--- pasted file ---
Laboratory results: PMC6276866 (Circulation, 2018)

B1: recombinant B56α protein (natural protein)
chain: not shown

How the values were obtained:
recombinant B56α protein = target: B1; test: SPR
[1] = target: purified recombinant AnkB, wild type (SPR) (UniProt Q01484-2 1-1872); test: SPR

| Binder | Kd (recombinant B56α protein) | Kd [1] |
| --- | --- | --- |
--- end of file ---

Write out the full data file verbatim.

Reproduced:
Laboratory results: PMC6276866 (Circulation, 2018)

B1: recombinant B56α protein (natural protein)
chain: not shown

How the values were obtained:
recombinant B56α protein = target: B1; test: SPR
[1] = target: purified recombinant AnkB, wild type (SPR) (UniProt Q01484-2 1-1872); test: SPR

| Binder | Kd (recombinant B56α protein) | Kd [1] |
| --- | --- | --- |